Namco Museum is an impressive collection of classics that span the entire history of arcade gaming.
- Includes the best Namco arcade games
- Lots of variety
- Contains many obscure games that people may have never played before.
- Too much Pac-Man
- Needlessly complicated menu layout makes playing some games a chore .
Although Namco Museum Virtual Arcade on the Xbox 360 may not blow value-conscious minds the way The Orange Box did last year, this title includes some fantastic games for a modest entry fee. The Xbox Live Arcade games are the central draw, but some of the classic games that round out the collection are impressive enough in their own right.
There is a litany of Pac-Man inside, including Pac-Man, Ms. Pac-Man, and a full version of 2007's addictive Pac-Man Championship Edition. Pac&Pal and Super Pac-Man join two 3D Pac-Man games, Pac-Mania and Pac-Man Arrangement, in filling out the circle of the yellow protagonist's games. Pac-Mania is still a not-so-impressive faux-3D entry from the late '80s, whereas Pac-Man Arrangement is a fully 3D redux of the original Pac-Man game. Both games are novel for the first level or so, but fail to amount to anything beyond more Pac-Man. Super Pac-Man is hands-down the best of the retro Pac-games included in the Pac-section. You start with pellets walled off behind closed doors. You must first eat keys to open gates and then devour the red pellets hiding inside. The ghosts return to chase you around, but because you can grow in size it becomes more and more difficult to evade your pursuers. This makes the whole experience more challenging and enjoyable. Pac&Pal is a less-than-novel return of the Super Pac-Man gameplay. It is differentiated by the addition of a similarly nondescript green friend who wanders the levels and picks up items. The gameplay is slower and the pal is not much of a helper.
If you tire of gobbling up pellets with the artist-formerly-known-as Puck-Man, the full Xbox Live Arcade versions of Galaga and Galaga Legions are included. Anybody who has yet to face the waves of pattern-approaching enemies is almost sure to enjoy tearing through Galaga Legions' five levels. Sure, it's punishing, but within the portfolio of Galaga games on this one disc, you can see what an impressive evolution the game series has undergone during its more than 20-year span. Galaga '88 added colorful new enemies, vibrant backgrounds, and the opportunity to start the game with two ships instead of one. This Galaga Arrangement is clearly the missing link between '88 and Legions. It has large bug bosses, increasingly challenging waves of enemies, and is segmented into enjoyable, progressive levels.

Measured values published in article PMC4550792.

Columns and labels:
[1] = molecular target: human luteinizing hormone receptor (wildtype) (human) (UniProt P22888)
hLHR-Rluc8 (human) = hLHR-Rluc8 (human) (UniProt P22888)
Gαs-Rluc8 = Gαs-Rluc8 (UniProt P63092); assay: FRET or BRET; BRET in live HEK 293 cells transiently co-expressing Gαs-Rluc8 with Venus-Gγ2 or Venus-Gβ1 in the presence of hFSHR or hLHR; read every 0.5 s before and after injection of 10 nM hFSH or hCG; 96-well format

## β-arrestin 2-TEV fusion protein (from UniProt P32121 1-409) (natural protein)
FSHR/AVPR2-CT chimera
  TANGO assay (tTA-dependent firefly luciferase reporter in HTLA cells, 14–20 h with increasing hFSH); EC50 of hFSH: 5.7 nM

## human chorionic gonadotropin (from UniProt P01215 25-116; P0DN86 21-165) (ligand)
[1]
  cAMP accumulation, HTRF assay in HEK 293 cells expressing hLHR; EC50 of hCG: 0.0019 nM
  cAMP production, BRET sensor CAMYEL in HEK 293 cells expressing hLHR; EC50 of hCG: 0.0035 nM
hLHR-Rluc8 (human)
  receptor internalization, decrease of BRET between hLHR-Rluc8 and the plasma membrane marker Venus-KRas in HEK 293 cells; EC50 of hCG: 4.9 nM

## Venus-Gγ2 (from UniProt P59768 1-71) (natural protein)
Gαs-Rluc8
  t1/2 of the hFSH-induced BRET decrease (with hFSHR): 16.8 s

Xevious is part of the collection, as is the classic Dig Dug. When played alongside the included Rally X, New Rally-X shows how relatively indistinguishable the two are. Finally, Mr. Driller Online returns with a functioning online mode. The games formerly released on Xbox Live are playable only via the Xbox Live Arcade section of your dashboard (as long as the disc is inserted). It isn't much of an inconvenience, but it does become tiresome to navigate in and out of menus to work your way around to the games you want to play. The versions included on this disc are fully compatible online (where applicable).
Of the classic arcade games included, two dominate the pack: Dragon Spirit and Rolling Thunder. Dragon Spirit is a top-down shooter in which you play as a dragon breathing fire on flying foes or bombing ground-based targets like in Xevious. You can grab power-ups to grow additional heads or give your breath more heat. Rolling Thunder is a secret-agent side-scroller that pits you against an unending host of hooded enemies and cackling aliens. You must jump between floors and duck into doors to replenish ammo and discover new weapons so you can defeat the secret organization bent on world domination. This game combines '80s action-movie sensibilities with a '70s-inspired soundtrack that ensures this caper never gets old.
The rest of the games are more of uneven in terms of quality. Grobda, a top-down tank shooter, is quick, vibrant, and feels like an exciting mix of Time Pilot and the tank minigame from Tron. Other shooters such as Baraduke, Bosconian, Sky Kid, and Sky Kid Deluxe don't offer as much entertainment. Pole Position and Pole Position II are brought out of the garage, but dated racing games aren't very exciting, so it's unlikely that anybody will be compelled to take them out for a spin. Galaxian, the Space Invaders-like cousin of Galaga, is also included. What is left is a few mediocre platformers such as Mappy, Metro-Cross, and two modest fantasy RPGs, The Tower of Druaga and Dragon Buster. Fans of the pin-battle minigame from The World Ends With You are likely to recognize Motos, but unlikely to care about knocking bland shapes off of a tiled board. Finally, King & Balloon, Dig Dug II, and Dig Dug Arrangement complete the retro museum menu.
The price of Namco Museum Virtual Arcade is significantly less than the price of admission for the component Live Arcade games. Although most players are likely to already have one or more of the included games, many of the scores of other games are just as enjoyable now as they were back in the day. Despite reduced resolutions of some back-catalogue games, there are some superb shooters buried in this uneven collection that are likely to satiate even the most discriminating player. It is those precious few that make this collection so valuable.